Julia was an Olympic race horse groom, and when she bought a Brainwave I herself, she set it up in the stables where she worked. Soon several riders and trainers remarked how calm two of the horses were she looked after. It was the two next to her PC, which brought back Adam’s claims that ‘brainwaves are contagious’ – maybe even to horses?

She got her chance to test the theory in Dubai, where she’d been flown by Adam, who was conducting a private course for two sheiks. One had an 8-year-old horse, a grey, that was impossible for anyone to get near without causing extreme distress. Its vet was finding it increasingly hard to approach even with a head harness, and it could only be ridden after a long, tiring battle. She put the headphones on its neck and held the lights over its eyes – the Institute has a video of it – and sure enough, incredibly, the system seems to work on animals too. “The faces on the grooms!,” laughs Julia. “Their chins hit the ground. To see it following me round like a meek puppy after 20 minutes.”

She now works as a professional ‘electronic horse whisperer’ in the UK, for 75 per cent of her time. “It’s a conservative world, the horsey world, yet it is increasingly looking to alternative remedies and therapies,” she says.  “People have been very skeptical. I remember one old hand calling it ‘mumbo jumbo’ but being gobsmacked after I’d done a session. He could not believe it was the same horse.”

But her real passion is in helping kids like herself. “I have had so many dyslexia industry doors closed on me. Institutes simply don’t want to know. They fear they’ll all lose their jobs, but I believe there will be more work for them with this equipment.”

The only proof of the pudding, really, is in the eating with Alphalearning. You have to do the course, go on the machine, to believe. And those that have done the course do believe, and they treat their friends and family too.

In late 2002, we caught up with some of the families we had seen and spoken to eight years ago. Karin, mother of severely disabled Kris; Jos, who had brain damage from a car accident, and his family. They were unanimous in saying the system had helped them, both in understanding what was wrong with them, and in helping control and to some extent reverse their problems (see photo captions, and for more case histories, technical background, etc).

After that much-lauded Decade of the Brain in which our ability to observe this enigmatic organ in ever greater detail, what can we actually do with this knowledge? “Most systems in neurology are only good for diagnosing and nothing more,” points out Dr Paulo De Faria. “We can find where the problem is but what can we do? Maybe find a certain stimulation or exercise – listening to a sound, playing with a ball – but nothing localised, and always very slow.”

Everyone I have spoken to without exception has experienced very aggressive dismissal by their mainstream doctors, psychologists, teachers and brain specialists.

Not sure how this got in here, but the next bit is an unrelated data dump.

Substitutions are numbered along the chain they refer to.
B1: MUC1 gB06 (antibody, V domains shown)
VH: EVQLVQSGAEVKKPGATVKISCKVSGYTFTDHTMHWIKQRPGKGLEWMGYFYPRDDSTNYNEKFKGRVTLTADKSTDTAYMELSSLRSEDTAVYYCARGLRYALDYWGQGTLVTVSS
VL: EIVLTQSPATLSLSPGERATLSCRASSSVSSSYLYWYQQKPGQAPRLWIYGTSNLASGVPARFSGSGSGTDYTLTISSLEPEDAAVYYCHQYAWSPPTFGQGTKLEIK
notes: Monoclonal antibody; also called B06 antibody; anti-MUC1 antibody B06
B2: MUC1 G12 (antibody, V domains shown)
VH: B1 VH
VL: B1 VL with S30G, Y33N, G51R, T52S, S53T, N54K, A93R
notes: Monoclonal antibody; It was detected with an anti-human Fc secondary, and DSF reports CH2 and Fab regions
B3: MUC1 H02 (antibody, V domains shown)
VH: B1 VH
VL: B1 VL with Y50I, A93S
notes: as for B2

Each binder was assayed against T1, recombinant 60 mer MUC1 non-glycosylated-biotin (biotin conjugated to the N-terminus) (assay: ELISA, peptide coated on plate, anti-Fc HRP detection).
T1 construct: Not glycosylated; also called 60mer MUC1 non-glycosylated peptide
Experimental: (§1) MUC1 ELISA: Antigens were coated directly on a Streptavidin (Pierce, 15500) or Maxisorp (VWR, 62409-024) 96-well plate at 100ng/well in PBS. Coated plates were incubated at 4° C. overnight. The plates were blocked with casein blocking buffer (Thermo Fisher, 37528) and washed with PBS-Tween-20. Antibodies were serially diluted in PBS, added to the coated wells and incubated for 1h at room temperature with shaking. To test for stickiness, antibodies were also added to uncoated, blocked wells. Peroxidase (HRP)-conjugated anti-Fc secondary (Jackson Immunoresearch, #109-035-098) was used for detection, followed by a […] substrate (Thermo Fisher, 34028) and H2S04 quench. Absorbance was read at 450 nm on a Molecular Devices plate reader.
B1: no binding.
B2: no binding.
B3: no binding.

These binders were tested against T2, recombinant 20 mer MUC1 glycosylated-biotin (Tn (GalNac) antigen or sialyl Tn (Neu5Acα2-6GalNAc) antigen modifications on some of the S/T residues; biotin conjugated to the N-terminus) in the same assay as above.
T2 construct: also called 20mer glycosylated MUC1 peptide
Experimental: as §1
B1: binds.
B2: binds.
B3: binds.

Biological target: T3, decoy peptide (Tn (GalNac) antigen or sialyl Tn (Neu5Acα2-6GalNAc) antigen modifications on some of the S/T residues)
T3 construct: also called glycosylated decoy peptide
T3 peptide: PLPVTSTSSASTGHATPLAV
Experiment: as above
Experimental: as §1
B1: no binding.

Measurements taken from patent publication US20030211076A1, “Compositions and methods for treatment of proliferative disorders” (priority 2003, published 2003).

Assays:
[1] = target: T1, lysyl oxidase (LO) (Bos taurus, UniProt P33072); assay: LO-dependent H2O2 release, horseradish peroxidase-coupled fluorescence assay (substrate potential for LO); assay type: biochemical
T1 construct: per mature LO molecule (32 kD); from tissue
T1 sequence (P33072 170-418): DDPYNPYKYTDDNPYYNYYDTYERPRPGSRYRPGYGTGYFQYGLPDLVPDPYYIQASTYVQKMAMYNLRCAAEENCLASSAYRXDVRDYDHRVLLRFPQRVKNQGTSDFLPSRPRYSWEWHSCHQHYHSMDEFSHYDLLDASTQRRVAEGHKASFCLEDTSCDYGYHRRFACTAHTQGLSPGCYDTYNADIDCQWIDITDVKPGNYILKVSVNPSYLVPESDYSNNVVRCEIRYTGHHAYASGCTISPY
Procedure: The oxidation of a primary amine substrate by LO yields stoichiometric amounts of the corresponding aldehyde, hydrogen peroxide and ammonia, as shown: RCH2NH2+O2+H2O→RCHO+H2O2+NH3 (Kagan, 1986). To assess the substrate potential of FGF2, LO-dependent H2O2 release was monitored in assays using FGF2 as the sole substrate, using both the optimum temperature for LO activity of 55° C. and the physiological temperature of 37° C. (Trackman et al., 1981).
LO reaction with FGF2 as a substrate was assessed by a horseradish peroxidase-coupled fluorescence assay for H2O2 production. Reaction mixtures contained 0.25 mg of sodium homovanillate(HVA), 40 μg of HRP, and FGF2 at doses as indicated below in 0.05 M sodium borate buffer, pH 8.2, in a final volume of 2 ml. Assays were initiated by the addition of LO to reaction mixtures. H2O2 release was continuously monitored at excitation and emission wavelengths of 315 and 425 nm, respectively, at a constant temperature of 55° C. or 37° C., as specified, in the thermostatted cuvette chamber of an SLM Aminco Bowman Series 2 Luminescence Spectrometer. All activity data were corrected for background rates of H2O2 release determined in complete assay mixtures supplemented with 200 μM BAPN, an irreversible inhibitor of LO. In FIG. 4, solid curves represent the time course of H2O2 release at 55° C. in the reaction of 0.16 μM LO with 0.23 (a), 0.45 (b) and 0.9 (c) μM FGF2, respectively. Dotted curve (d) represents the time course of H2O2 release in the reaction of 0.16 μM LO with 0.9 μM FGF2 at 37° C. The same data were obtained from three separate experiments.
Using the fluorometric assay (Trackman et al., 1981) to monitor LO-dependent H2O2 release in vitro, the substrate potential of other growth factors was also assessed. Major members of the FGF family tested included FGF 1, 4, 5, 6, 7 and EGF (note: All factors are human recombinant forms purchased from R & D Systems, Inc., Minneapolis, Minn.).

Yes, it’s scary, change. Fix a liver and you’ve made someone well; fix a brain and you’re changing who someone is.

But if even half of the clams of this system are true, it could herald a new era in human understanding of the relationship between mind, brain and body, in education, healthcare, prison rehabilitation, sporting endeavour, and more. Look at our failing schools, the epidemic of brain degeneration in our elderly, prisons full of uneducated, frustrated time bombs.

The question is: what are we – society, governments, business – going to do about it? In the last 10 years, lacking support or any recognition, Sean Adam says he has often felt like throwing all his research away. “It scared me, what I was opening up.” The critics can say it shouldn’t work – “and I have no idea nor opinion on why it should or even whether or not it should,” he says, “but they simply can’t argue that it doesn’t work; I have over 3,500 cases and their 40,000 EEGs on record to show it does.”

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Scientific history of: brain wave frequencies

The first attempt to understand brain states from a scientific point of view was around 100 years ago, when the British biologist Maxwell Cade discovered that the brain emitted electrical impulses. These ‘brainwaves’ are the electrical wave patterns generated in every person’s brain as a product of the combined action of its 100 billion-or-so interconnected nerve cells.

Brainwave frequencies are described in terms of hertz (Hz), or cycles per second, which are measured on an EEG. Researchers have proven that brainwave frequencies determine (and not just reflect) what brainwave state we are experiencing at any given time.

By measuring the production of brainwaves with EEG equipment, the frequencies that produce these various brain states can be tracked on a computer monitor. The four general categories of brainwave frequencies and their main characteristics are:

Beta brainwaves, which have highest frequency pattern (14-30 Hz). Generally, beta waves are characterized by logical, analytical and intellectual thinking. They are our awake, engaged state.